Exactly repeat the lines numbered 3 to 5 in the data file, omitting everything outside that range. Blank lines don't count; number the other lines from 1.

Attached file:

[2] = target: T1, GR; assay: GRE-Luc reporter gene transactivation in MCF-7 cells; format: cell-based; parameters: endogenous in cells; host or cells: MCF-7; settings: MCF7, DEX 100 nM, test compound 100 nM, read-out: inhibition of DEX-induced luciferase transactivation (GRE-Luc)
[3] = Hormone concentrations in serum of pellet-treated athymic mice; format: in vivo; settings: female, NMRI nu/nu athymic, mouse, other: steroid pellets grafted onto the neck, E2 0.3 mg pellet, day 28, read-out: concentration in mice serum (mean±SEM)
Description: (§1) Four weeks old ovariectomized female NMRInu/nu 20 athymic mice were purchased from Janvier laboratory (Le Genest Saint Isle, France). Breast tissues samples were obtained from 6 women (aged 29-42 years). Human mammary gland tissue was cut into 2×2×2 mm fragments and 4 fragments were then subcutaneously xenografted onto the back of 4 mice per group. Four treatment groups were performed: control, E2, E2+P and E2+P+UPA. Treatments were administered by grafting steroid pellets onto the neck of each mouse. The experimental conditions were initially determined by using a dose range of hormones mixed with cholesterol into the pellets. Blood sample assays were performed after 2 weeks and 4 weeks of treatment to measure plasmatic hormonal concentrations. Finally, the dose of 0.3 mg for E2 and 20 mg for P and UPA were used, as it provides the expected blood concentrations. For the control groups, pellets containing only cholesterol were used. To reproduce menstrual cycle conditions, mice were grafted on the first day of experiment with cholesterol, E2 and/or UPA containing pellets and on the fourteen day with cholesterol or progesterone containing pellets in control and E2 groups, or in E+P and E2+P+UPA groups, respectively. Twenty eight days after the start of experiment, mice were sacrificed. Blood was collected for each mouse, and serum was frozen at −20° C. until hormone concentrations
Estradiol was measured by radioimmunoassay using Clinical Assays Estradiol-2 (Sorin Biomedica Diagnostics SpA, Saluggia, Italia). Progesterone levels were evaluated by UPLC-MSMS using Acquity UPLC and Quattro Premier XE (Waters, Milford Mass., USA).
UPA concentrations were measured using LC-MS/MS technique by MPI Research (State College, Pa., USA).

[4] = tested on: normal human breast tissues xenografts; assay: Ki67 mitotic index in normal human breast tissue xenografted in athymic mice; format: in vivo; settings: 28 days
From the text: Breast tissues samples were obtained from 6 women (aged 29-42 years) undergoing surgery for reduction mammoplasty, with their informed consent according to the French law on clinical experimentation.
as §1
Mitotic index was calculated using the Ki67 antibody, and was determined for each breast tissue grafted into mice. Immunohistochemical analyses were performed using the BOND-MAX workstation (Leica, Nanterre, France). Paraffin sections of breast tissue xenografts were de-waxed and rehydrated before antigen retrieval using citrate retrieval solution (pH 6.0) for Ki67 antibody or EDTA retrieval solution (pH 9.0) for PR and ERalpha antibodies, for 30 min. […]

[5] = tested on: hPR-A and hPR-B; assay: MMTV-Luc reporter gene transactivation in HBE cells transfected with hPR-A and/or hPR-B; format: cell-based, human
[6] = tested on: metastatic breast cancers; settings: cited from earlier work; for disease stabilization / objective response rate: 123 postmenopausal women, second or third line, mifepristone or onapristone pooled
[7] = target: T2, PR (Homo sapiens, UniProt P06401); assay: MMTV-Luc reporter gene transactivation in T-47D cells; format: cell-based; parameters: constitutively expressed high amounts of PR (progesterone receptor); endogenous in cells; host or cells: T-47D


Description: (§1) Four weeks old ovariectomized female NMRInu/nu 20 athymic mice were purchased from Janvier laboratory (Le Genest Saint Isle, France). Breast tissues samples were obtained from 6 women (aged 29-42 years). Human mammary gland tissue was cut into 2×2×2 mm fragments and 4 fragments were then subcutaneously xenografted onto the back of 4 mice per group. Four treatment groups were performed: control, E2, E2+P and E2+P+UPA. Treatments were administered by grafting steroid pellets onto the neck of each mouse. The experimental conditions were initially determined by using a dose range of hormones mixed with cholesterol into the pellets. Blood sample assays were performed after 2 weeks and 4 weeks of treatment to measure plasmatic hormonal concentrations. Finally, the dose of 0.3 mg for E2 and 20 mg for P and UPA were used, as it provides the expected blood concentrations. For the control groups, pellets containing only cholesterol were used. To reproduce menstrual cycle conditions, mice were grafted on the first day of experiment with cholesterol, E2 and/or UPA containing pellets and on the fourteen day with cholesterol or progesterone containing pellets in control and E2 groups, or in E+P and E2+P+UPA groups, respectively. Twenty eight days after the start of experiment, mice were sacrificed. Blood was collected for each mouse, and serum was frozen at −20° C. until hormone concentrations
Estradiol was measured by radioimmunoassay using Clinical Assays Estradiol-2 (Sorin Biomedica Diagnostics SpA, Saluggia, Italia). Progesterone levels were evaluated by UPLC-MSMS using Acquity UPLC and Quattro Premier XE (Waters, Milford Mass., USA).
UPA concentrations were measured using LC-MS/MS technique by MPI Research (State College, Pa., USA).